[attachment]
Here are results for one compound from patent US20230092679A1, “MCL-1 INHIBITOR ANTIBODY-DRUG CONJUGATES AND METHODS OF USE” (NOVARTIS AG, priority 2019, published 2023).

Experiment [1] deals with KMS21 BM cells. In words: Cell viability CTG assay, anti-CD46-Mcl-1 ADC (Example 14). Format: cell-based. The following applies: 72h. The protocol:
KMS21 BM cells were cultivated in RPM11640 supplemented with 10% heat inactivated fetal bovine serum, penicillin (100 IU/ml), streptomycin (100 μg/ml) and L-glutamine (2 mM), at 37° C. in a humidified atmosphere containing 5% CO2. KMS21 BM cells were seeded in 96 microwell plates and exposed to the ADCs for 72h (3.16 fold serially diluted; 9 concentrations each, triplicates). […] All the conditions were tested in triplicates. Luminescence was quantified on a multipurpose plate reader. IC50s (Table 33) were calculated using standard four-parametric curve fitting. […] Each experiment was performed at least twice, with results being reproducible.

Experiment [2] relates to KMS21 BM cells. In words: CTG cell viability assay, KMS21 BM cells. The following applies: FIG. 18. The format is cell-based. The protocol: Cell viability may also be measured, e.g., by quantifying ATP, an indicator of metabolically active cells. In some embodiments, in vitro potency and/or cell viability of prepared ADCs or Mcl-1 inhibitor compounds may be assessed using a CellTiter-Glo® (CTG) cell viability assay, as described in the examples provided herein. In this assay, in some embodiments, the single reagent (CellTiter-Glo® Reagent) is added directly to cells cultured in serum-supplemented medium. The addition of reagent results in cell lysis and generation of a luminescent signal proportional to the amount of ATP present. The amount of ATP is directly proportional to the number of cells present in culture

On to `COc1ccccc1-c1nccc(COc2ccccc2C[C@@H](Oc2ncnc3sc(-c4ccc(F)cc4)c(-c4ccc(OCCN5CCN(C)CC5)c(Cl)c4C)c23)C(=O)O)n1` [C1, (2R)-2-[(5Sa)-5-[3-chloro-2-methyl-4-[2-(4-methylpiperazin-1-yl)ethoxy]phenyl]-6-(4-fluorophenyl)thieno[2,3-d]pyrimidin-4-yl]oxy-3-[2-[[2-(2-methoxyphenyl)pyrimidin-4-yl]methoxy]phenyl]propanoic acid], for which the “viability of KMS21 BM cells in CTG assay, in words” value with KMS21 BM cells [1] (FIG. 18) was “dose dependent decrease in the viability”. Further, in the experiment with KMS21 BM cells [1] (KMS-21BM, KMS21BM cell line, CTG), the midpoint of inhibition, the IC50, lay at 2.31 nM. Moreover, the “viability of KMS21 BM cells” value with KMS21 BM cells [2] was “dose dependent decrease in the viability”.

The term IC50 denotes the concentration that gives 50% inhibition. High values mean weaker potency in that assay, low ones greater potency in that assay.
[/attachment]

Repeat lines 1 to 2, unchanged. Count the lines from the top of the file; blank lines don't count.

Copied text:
Here are results for one compound from patent US20230092679A1, “MCL-1 INHIBITOR ANTIBODY-DRUG CONJUGATES AND METHODS OF USE” (NOVARTIS AG, priority 2019, published 2023).

Experiment [1] deals with KMS21 BM cells. In words: Cell viability CTG assay, anti-CD46-Mcl-1 ADC (Example 14). Format: cell-based. The following applies: 72h. The protocol: